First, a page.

- The Washington Times - Tuesday, August 23, 2005

People I know who love tomatoes always get a little bit melancholy around this time. Because they know that the bounty of sun-ripened fresh, locally grown summer tomatoes that fill food stores and farmers’ markets will soon be a distant memory. And they won’t be satisfied with the flavor and texture of the hothouse or airfreighted tomatoes you find the rest of the year.

The problem is even more challenging for people who grow their own tomatoes. One of the great things about growing them is that you can leave the tomatoes on the vine until they’re really ripe and sweet. But doing so often means that you wind up with more ripe tomatoes than you can use.

What do you do? Home gardeners who love to make old-fashioned canned goods and preserves put up jars of tomato sauce or bottles of homemade ketchup, a strategy that also works well when you can’t resist farmers’ market stalls selling bargain tomatoes by the bushel.

But canning is too much fuss for many people, myself included. That’s why I like to oven-dry tomatoes.

You’re probably familiar with sun-dried tomatoes, a traditional specialty of Italy and the South of France that has become popular with cooks everywhere the last couple of decades. Oven-drying them yields the same results - wonderfully chewy pieces of tomato with a beautiful deep ruby color and intensely concentrated flavor - without the need of finding a good space in the sun or worrying that the weather is just right.

Oven-dried tomatoes are really very easy to prepare at home. Just follow the first steps in my recipe for Fettuccine with Oven-Dried and Fresh Tomatoes, Fennel and Nicoise olives. Peeled and seeded, the tomatoes bake in the oven at a low temperature for about 1 hour, which evaporates their excess moisture. Submerged in olive oil in a covered glass container, they’ll keep in the refrigerator for up to a week; extending the length of time you can enjoy the harvest. (The instructions work well even if you double or triple the quantities, too.)

And you don’t have to enjoy these oven-dried tomatoes in my pasta recipe alone. Toss them with other vegetables for other pasta dishes; add them to sauteed or stir-fried seafood, meat or poultry; or toss a handful of them in a summer salad with crumbled fresh goat cheese. And don’t discard the oil you used to cover the tomatoes; it picks up some of their sweet flavor, which can enhance sautes or salad dressings.

However you use these sun-dried tomatoes, one bite will magically transport you to a Mediterranean garden on a beautiful late-summer day.

FETTUCCINE WITH OVEN-DRIED AND FRESH TOMATOES, FENNEL AND NICOISE OLIVES

Serves 4

OVEN-DRIED TOMATOES

2 pounds medium sun-ripened tomatoes

1/2 cup extra-virgin olive oil, plus more as needed

1 teaspoon minced fresh thyme leaves

6 garlic cloves, crushed

1/2 teaspoon sugar

1/2 teaspoon sea salt

1/4 teaspoon freshly ground black pepper

FETTUCCINE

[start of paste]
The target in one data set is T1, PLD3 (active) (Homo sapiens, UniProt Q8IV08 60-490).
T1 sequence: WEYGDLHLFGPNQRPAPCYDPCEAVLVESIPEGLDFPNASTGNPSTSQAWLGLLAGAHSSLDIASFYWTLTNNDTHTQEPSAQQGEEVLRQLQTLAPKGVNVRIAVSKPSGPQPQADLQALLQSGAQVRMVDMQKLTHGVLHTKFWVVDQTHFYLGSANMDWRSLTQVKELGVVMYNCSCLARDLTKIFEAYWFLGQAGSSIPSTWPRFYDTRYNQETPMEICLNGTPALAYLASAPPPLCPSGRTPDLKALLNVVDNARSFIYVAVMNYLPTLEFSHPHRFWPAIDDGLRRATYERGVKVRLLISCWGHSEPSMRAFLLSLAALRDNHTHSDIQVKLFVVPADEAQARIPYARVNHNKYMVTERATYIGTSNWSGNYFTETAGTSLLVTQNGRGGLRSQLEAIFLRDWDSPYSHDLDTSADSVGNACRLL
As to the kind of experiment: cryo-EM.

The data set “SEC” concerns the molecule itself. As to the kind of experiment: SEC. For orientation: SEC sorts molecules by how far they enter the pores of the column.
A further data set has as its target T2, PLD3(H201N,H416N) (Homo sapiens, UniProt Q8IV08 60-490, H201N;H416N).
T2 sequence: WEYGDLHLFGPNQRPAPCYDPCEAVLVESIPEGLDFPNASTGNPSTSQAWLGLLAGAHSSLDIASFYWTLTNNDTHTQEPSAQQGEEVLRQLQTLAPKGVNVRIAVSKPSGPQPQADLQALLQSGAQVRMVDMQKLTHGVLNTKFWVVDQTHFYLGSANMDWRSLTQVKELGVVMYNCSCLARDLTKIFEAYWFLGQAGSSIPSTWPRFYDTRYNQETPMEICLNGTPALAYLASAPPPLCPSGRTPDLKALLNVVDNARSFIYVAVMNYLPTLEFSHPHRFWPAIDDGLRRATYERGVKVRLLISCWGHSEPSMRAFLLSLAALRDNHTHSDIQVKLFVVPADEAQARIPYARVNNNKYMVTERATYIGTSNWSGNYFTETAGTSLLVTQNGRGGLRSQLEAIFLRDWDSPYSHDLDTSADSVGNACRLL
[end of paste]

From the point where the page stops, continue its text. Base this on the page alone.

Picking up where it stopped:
3 medium fresh sun-ripened tomatoes

4 ounces fresh garlic cloves, peeled

Salt

1/2 cup extra-virgin olive oil

2 cups thinly sliced bulb fennel

1 cup pitted Nicoise-style olives

2 teaspoons drained capers

2 tablespoons unsalted butter

Pinch of sugar

Freshly ground black pepper

12 ounces store-bought fresh fettuccine

2 tablespoons chopped fresh Italian flat-leaf parsley

2 tablespoons chopped fresh basil leaves

2 tablespoons julienned fresh basil leaves, for garnish

1/4 cup freshly grated Parmesan cheese, for garnish

Up to a week ahead, prepare the Oven-Dried Tomatoes. Preheat the oven to 250 degrees. Bring a pot of water to the boil and prepare a large bowl of ice water. With a sharp knife, score an X in each tomato. Immerse the tomatoes in the boiling water for about 30 seconds; then transfer with a slotted spoon or ire skimmer to the ice water to cool. Peel, core and slice the tomatoes into bite-sized wedges, then seed them.

Line a baking sheet with parchment paper and arrange the wedges on top. Drizzle with olive oil and sprinkle evenly with thyme, garlic, sugar, salt and pepper. Bake until the tomatoes darken and shrivel, about 1 hour. Remove from the oven. When the tomatoes are cool, transfer to a glass container. Pour oil over them to cover, cover the container, and refrigerate.

For the Fettuccine, first peel the fresh tomatoes as described above, then core, halve, seed, coarsely chop and set aside. Put the peeled garlic in a small pan of salted water, bring to a boil, and boil for 30 seconds; then, with a slotted spoon, remove the garlic to a small bowl of ice water. Repeat the process again. Drain the garlic, thinly slice lengthwise, and set aside.

Bring a large stockpot of water to a boil.

Meanwhile, prepare the sauce. Reserving 2 teaspoons of olive oil, put the remainder in a large skillet over medium heat. Saute the garlic until golden, 3 to 4 minutes. Drain the Oven-Dried Tomatoes and add them with the fennel, olives, and capers and saute over medium-high heat for 1 minute. Stir in the fresh tomatoes, butter and sugar and saute until the tomatoes give up their juices, about 3 minutes then season with salt and pepper.

Add the fresh fettuccine to the boiling water and cook until al dente, 1 to 3 minutes. Drain, add the pasta to the skillet, and stir to coat. Remove from the heat and toss thoroughly with the parsley, chopped basil and reserved oil. Divide evenly among 4 heated shallow serving bowls. Garnish with the basil julienne and Parmesan. Serve immediately.

(Chef Wolfgang Puck’s TV series, “Wolfgang Puck’s Cooking Class,” airs Sundays on the Food Network. Also, his latest cookbook, “Wolfgang Puck Makes It Easy,” is now available in bookstores.

2005 TRIBUNE MEDIA SERVICES, INC.

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